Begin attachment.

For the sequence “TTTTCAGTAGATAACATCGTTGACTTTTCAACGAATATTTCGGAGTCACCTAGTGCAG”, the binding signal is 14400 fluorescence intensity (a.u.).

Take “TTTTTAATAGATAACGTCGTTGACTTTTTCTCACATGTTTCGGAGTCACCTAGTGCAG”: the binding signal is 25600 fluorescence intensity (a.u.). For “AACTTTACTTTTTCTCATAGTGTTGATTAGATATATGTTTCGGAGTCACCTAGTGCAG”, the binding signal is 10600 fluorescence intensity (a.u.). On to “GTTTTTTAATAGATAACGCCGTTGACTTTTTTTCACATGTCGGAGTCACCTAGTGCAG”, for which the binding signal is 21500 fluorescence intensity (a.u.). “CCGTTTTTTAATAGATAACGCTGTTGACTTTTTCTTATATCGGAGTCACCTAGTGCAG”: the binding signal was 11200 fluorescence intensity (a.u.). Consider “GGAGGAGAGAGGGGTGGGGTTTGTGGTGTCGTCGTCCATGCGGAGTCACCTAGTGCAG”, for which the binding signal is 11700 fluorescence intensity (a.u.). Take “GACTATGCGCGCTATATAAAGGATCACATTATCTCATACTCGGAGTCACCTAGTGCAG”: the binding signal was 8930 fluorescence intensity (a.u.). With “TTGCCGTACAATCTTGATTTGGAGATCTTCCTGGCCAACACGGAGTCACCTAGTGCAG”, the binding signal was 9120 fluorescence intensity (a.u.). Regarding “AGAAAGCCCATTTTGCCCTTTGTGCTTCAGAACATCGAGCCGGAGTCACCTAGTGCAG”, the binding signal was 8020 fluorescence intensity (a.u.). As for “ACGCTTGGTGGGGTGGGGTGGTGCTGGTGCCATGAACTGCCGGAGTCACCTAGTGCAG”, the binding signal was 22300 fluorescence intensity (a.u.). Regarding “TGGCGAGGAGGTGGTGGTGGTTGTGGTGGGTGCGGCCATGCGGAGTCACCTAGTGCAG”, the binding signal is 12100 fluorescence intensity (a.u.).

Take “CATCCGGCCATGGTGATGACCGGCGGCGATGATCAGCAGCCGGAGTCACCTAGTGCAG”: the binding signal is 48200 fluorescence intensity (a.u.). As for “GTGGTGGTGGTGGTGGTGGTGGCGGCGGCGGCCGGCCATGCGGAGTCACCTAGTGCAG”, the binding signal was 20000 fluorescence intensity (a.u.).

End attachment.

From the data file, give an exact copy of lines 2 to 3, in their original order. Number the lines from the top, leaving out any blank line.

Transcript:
Take “TTTTTAATAGATAACGTCGTTGACTTTTTCTCACATGTTTCGGAGTCACCTAGTGCAG”: the binding signal is 25600 fluorescence intensity (a.u.). For “AACTTTACTTTTTCTCATAGTGTTGATTAGATATATGTTTCGGAGTCACCTAGTGCAG”, the binding signal is 10600 fluorescence intensity (a.u.). On to “GTTTTTTAATAGATAACGCCGTTGACTTTTTTTCACATGTCGGAGTCACCTAGTGCAG”, for which the binding signal is 21500 fluorescence intensity (a.u.). “CCGTTTTTTAATAGATAACGCTGTTGACTTTTTCTTATATCGGAGTCACCTAGTGCAG”: the binding signal was 11200 fluorescence intensity (a.u.). Consider “GGAGGAGAGAGGGGTGGGGTTTGTGGTGTCGTCGTCCATGCGGAGTCACCTAGTGCAG”, for which the binding signal is 11700 fluorescence intensity (a.u.). Take “GACTATGCGCGCTATATAAAGGATCACATTATCTCATACTCGGAGTCACCTAGTGCAG”: the binding signal was 8930 fluorescence intensity (a.u.). With “TTGCCGTACAATCTTGATTTGGAGATCTTCCTGGCCAACACGGAGTCACCTAGTGCAG”, the binding signal was 9120 fluorescence intensity (a.u.). Regarding “AGAAAGCCCATTTTGCCCTTTGTGCTTCAGAACATCGAGCCGGAGTCACCTAGTGCAG”, the binding signal was 8020 fluorescence intensity (a.u.). As for “ACGCTTGGTGGGGTGGGGTGGTGCTGGTGCCATGAACTGCCGGAGTCACCTAGTGCAG”, the binding signal was 22300 fluorescence intensity (a.u.). Regarding “TGGCGAGGAGGTGGTGGTGGTTGTGGTGGGTGCGGCCATGCGGAGTCACCTAGTGCAG”, the binding signal is 12100 fluorescence intensity (a.u.).

Take “CATCCGGCCATGGTGATGACCGGCGGCGATGATCAGCAGCCGGAGTCACCTAGTGCAG”: the binding signal is 48200 fluorescence intensity (a.u.). As for “GTGGTGGTGGTGGTGGTGGTGGCGGCGGCGGCCGGCCATGCGGAGTCACCTAGTGCAG”, the binding signal was 20000 fluorescence intensity (a.u.).